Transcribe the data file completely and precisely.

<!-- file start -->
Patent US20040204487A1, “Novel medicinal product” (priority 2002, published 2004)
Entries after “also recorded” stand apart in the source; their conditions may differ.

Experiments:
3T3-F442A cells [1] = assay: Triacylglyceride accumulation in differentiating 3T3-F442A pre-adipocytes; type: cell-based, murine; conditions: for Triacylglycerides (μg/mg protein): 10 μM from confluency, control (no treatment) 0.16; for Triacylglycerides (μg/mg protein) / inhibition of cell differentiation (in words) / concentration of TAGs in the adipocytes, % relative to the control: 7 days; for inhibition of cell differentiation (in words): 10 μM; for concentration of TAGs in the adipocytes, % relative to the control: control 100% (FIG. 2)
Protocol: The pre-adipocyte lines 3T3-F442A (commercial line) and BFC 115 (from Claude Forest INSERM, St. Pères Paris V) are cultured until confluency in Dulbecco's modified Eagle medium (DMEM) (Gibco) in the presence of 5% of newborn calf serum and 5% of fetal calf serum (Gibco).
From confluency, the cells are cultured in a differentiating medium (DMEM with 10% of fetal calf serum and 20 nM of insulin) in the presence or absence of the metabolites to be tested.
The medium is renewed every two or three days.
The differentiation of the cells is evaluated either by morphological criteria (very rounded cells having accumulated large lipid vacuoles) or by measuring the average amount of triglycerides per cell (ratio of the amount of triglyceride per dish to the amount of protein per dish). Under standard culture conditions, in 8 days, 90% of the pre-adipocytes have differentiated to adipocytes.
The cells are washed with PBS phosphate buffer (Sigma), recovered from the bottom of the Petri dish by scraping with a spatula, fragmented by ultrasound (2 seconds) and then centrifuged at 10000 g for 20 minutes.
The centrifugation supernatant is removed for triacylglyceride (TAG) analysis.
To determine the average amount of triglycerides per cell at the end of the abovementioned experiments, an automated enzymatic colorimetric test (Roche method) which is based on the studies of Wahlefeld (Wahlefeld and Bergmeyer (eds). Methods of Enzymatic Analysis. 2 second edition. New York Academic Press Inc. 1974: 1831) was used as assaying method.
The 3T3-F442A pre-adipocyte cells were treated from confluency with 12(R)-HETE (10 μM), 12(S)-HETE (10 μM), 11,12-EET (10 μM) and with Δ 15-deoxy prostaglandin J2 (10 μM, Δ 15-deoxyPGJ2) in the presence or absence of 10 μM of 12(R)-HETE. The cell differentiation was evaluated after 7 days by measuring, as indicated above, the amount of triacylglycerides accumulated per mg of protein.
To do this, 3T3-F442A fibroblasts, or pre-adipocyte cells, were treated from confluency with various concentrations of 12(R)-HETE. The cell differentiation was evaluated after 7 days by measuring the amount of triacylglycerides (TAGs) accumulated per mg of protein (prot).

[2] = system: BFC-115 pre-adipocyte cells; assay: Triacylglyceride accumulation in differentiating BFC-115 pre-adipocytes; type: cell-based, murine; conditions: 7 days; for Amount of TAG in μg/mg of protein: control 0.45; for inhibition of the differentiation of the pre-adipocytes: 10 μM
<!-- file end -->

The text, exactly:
Patent US20040204487A1, “Novel medicinal product” (priority 2002, published 2004)
Entries after “also recorded” stand apart in the source; their conditions may differ.

Experiments:
3T3-F442A cells [1] = assay: Triacylglyceride accumulation in differentiating 3T3-F442A pre-adipocytes; type: cell-based, murine; conditions: for Triacylglycerides (μg/mg protein): 10 μM from confluency, control (no treatment) 0.16; for Triacylglycerides (μg/mg protein) / inhibition of cell differentiation (in words) / concentration of TAGs in the adipocytes, % relative to the control: 7 days; for inhibition of cell differentiation (in words): 10 μM; for concentration of TAGs in the adipocytes, % relative to the control: control 100% (FIG. 2)
Protocol: The pre-adipocyte lines 3T3-F442A (commercial line) and BFC 115 (from Claude Forest INSERM, St. Pères Paris V) are cultured until confluency in Dulbecco's modified Eagle medium (DMEM) (Gibco) in the presence of 5% of newborn calf serum and 5% of fetal calf serum (Gibco).
From confluency, the cells are cultured in a differentiating medium (DMEM with 10% of fetal calf serum and 20 nM of insulin) in the presence or absence of the metabolites to be tested.
The medium is renewed every two or three days.
The differentiation of the cells is evaluated either by morphological criteria (very rounded cells having accumulated large lipid vacuoles) or by measuring the average amount of triglycerides per cell (ratio of the amount of triglyceride per dish to the amount of protein per dish). Under standard culture conditions, in 8 days, 90% of the pre-adipocytes have differentiated to adipocytes.
The cells are washed with PBS phosphate buffer (Sigma), recovered from the bottom of the Petri dish by scraping with a spatula, fragmented by ultrasound (2 seconds) and then centrifuged at 10000 g for 20 minutes.
The centrifugation supernatant is removed for triacylglyceride (TAG) analysis.
To determine the average amount of triglycerides per cell at the end of the abovementioned experiments, an automated enzymatic colorimetric test (Roche method) which is based on the studies of Wahlefeld (Wahlefeld and Bergmeyer (eds). Methods of Enzymatic Analysis. 2 second edition. New York Academic Press Inc. 1974: 1831) was used as assaying method.
The 3T3-F442A pre-adipocyte cells were treated from confluency with 12(R)-HETE (10 μM), 12(S)-HETE (10 μM), 11,12-EET (10 μM) and with Δ 15-deoxy prostaglandin J2 (10 μM, Δ 15-deoxyPGJ2) in the presence or absence of 10 μM of 12(R)-HETE. The cell differentiation was evaluated after 7 days by measuring, as indicated above, the amount of triacylglycerides accumulated per mg of protein.
To do this, 3T3-F442A fibroblasts, or pre-adipocyte cells, were treated from confluency with various concentrations of 12(R)-HETE. The cell differentiation was evaluated after 7 days by measuring the amount of triacylglycerides (TAGs) accumulated per mg of protein (prot).

[2] = system: BFC-115 pre-adipocyte cells; assay: Triacylglyceride accumulation in differentiating BFC-115 pre-adipocytes; type: cell-based, murine; conditions: 7 days; for Amount of TAG in μg/mg of protein: control 0.45; for inhibition of the differentiation of the pre-adipocytes: 10 μM